Each of the 4C3 ways are independent of one another and so the arrangements have to be considered independently. It will be a repetition only within the same combination. So the ranking AB in ABC is independent of the same ranking AB in ABD. So we will have the prize winners AB in ABC and the prize winners AB in ABD and so on.

Your approach is obviously wrong because non finalists cannot be considered as prize winners.
_________________

Srinivasan Vaidyaraman
Sravna Test Prep
http://www.sravna.com/courses.php

Classroom Courses in Chennai

Expert Post
1 KUDOS received
Math Expert
User avatar
Joined: 02 Sep 2009
Posts: 18490
Followers: 3187

Kudos [?]: 21196 [1] , given: 2537

Re: Judges will select 5 finalists from the 7 contestant [#permalink] New post 06 May 2013, 05:18
1
This post received
KUDOS
Expert's post
SravnaTestPrep wrote:
Quote:
OA is not wrong. Again, try to get the answer if it were 4 contestants with your approach and you'll see that your approach is not correct.


Four Contestants : A B C D

Three are selected. This can be done in 4 C 3 ways - ABC, ABD, BCD, ACD

Consider 2 prizes

The prize winners from the above four combination of finalists can each be arranged in 3P2 ways

The answer is 4C3 * 3P2

Each of the 4C3 ways are independent of one another and so the arrangements have to be considered independently. It will be a repetition only within the same combination. So the ranking AB in ABC is independent of the same ranking AB in ABD. So we will have the prize winners AB in ABC and the prize winners AB in ABD and so on.

Your approach is obviously wrong because non finalists cannot be considered as prize winners.


That's not correct. Either you don't understand the question or the solutions.

Four Contestants : A B C D and 3 prizes. Possible cases:
ABC
ACB
BAC
BCA
CAB
CBA

ABD
ADB
BAD
BDA
DAB
DBA

ACD
ADC
CAD
CDA
DAC
DCA

BCD
BDC
CBD
CDB
DBC
DCB

Total of 24 cases.

My approach: P^3_4=4!=24 --> correct.
_________________

NEW TO MATH FORUM? PLEASE READ THIS: ALL YOU NEED FOR QUANT!!!

PLEASE READ AND FOLLOW: 11 Rules for Posting!!!

RESOURCES: [GMAT MATH BOOK]; 1. Triangles; 2. Polygons; 3. Coordinate Geometry; 4. Factorials; 5. Circles; 6. Number Theory; 7. Remainders; 8. Overlapping Sets; 9. PDF of Math Book; 10. Remainders; 11. GMAT Prep Software Analysis NEW!!!; 12. SEVEN SAMURAI OF 2012 (BEST DISCUSSIONS) NEW!!!; 12. Tricky questions from previous years. NEW!!!;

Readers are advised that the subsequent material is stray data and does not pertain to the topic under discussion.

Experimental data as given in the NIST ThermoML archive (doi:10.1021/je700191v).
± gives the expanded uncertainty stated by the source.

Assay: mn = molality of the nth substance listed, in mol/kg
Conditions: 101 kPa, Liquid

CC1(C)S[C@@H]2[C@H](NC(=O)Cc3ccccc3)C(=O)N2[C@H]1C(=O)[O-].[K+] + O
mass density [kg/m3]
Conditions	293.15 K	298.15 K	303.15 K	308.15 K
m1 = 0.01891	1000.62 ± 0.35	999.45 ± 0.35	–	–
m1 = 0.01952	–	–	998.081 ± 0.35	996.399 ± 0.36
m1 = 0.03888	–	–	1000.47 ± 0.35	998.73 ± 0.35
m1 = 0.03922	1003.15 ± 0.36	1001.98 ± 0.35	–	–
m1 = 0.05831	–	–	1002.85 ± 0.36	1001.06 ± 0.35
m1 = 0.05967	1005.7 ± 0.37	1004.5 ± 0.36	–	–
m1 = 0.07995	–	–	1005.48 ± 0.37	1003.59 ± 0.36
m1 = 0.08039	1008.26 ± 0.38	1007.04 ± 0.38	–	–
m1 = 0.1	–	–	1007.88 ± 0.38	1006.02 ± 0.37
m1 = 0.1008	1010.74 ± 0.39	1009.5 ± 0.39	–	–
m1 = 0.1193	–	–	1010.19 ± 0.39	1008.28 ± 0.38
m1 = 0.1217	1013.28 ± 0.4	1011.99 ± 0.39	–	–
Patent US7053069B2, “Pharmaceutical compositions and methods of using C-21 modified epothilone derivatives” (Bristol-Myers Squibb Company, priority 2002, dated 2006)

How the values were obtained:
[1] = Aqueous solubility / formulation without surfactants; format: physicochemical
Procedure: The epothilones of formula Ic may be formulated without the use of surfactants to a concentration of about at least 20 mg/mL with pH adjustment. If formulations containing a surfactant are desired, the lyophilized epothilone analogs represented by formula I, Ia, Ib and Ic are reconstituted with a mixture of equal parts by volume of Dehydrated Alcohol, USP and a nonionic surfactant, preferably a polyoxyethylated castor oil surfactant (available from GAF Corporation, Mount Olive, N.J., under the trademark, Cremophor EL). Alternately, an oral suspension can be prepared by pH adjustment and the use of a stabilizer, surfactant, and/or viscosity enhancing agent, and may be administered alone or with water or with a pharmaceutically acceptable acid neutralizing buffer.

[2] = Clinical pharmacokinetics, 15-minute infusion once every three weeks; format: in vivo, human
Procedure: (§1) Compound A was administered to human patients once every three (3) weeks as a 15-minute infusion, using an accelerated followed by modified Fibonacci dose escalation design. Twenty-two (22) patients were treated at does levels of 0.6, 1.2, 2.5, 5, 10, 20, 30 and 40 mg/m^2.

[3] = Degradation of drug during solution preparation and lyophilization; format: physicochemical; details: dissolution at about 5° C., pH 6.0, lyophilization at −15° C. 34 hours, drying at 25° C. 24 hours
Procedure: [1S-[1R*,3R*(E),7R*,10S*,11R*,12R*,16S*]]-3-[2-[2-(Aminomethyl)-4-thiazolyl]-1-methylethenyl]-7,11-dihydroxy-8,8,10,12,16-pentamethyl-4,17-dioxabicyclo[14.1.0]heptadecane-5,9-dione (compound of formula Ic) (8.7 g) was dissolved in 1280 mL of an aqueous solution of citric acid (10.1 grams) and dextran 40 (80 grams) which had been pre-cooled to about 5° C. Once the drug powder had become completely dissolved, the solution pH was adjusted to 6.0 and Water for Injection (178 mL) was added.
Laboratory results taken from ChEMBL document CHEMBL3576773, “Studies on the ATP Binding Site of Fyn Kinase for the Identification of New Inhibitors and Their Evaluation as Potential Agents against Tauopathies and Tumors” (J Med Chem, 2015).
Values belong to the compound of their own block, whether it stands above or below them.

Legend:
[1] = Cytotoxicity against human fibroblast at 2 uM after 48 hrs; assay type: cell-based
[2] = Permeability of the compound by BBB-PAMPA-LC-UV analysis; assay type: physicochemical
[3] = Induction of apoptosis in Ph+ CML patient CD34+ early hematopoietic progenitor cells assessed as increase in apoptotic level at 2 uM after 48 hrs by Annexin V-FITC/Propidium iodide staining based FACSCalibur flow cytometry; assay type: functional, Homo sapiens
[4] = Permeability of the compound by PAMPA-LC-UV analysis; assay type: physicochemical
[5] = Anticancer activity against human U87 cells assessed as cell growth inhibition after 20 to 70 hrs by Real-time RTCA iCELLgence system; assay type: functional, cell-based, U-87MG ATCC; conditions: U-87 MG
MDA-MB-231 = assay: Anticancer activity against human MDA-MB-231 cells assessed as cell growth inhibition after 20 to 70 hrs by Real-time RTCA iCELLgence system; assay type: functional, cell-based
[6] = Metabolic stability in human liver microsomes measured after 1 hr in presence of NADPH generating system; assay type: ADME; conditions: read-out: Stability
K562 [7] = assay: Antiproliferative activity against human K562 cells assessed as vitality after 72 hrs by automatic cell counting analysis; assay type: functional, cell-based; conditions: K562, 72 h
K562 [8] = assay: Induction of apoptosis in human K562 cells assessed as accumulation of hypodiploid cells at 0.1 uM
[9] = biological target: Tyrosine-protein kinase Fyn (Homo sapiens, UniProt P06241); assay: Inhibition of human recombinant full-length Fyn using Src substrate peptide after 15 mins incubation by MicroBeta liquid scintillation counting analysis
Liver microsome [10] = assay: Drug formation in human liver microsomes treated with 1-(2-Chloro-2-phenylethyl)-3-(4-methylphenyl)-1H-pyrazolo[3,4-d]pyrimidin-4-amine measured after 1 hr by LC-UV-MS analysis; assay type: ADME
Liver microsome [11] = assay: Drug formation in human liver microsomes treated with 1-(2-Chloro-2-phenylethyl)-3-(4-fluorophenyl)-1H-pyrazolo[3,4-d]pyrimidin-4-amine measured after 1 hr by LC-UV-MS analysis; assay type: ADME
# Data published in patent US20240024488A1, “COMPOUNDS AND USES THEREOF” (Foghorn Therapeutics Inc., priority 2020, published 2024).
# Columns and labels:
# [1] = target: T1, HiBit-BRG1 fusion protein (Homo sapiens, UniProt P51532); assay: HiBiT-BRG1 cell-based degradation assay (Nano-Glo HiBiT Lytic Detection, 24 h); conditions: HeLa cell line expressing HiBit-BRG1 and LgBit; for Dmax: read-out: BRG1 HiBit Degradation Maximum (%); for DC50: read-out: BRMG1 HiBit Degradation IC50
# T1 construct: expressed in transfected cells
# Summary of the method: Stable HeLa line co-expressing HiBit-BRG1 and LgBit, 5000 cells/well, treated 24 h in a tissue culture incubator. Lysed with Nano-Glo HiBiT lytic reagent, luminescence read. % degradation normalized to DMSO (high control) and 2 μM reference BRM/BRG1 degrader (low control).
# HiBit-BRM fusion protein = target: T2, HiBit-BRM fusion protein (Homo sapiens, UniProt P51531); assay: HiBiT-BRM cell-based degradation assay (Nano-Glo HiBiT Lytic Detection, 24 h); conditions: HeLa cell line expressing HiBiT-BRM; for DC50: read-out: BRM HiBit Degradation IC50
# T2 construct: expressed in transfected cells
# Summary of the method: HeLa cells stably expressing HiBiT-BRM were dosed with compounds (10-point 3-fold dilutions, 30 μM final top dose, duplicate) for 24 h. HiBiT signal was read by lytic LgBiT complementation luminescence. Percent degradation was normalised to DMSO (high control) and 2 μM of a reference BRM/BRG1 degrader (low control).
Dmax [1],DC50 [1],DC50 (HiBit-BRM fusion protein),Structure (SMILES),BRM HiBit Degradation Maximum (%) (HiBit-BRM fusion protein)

COLLECTION OF QUESTIONS:
PS: 1. Tough and Tricky questions; 2. Hard questions; 3. Hard questions part 2; 4. Standard deviation; 5. Tough Problem Solving Questions With Solutions; 6. Probability and Combinations Questions With Solutions; 7 Tough and tricky exponents and roots questions; 8 12 Easy Pieces (or not?); 9 Bakers' Dozen; 10 Algebra set. ,11 Mixed Questions, 12 Fresh Meat

DS: 1. DS tough questions; 2. DS tough questions part 2; 3. DS tough questions part 3; 4. DS Standard deviation; 5. Inequalities; 6. 700+ GMAT Data Sufficiency Questions With Explanations; 7 Tough and tricky exponents and roots questions; 8 The Discreet Charm of the DS ; 9 Devil's Dozen!!!; 10 Number Properties set., 11 New DS set.


What are GMAT Club Tests?
25 extra-hard Quant Tests

Get the best GMAT Prep Resources with GMAT Club Premium Membership

Re: Judges will select 5 finalists from the 7 contestant   [#permalink] 06 May 2013, 05:18
    Similar topics Author Replies Last post
Similar
Topics:
2011 finalists « Best Illusion of the Year Contest subhashghosh 1 27 May 2011, 03:24
Ben and Ann are among 7 contestants from which 4 tarek99 8 17 Mar 2008, 06:47
3 Ben and Ann are among 7 contestants from which 4 JCLEONES 2 08 Feb 2008, 11:50
Ben and Ann are among 7 contestants from which 4 lan583 3 07 Nov 2006, 12:16
Judges will select 5 finalists from the 7 contestants gayathri 14 17 Jan 2005, 13:39
Display posts from previous: Sort by

Judges will select 5 finalists from the 7 contestant

  Question banks Downloads My Bookmarks Reviews Important topics  


GMAT Club MBA Forum Home| About| Privacy Policy| Terms and Conditions| GMAT Club Rules| Contact| Sitemap

Powered by phpBB © phpBB Group and phpBB SEO

Kindly note that the GMAT® test is a registered trademark of the Graduate Management Admission Council®, and this site has neither been reviewed nor endorsed by GMAC®.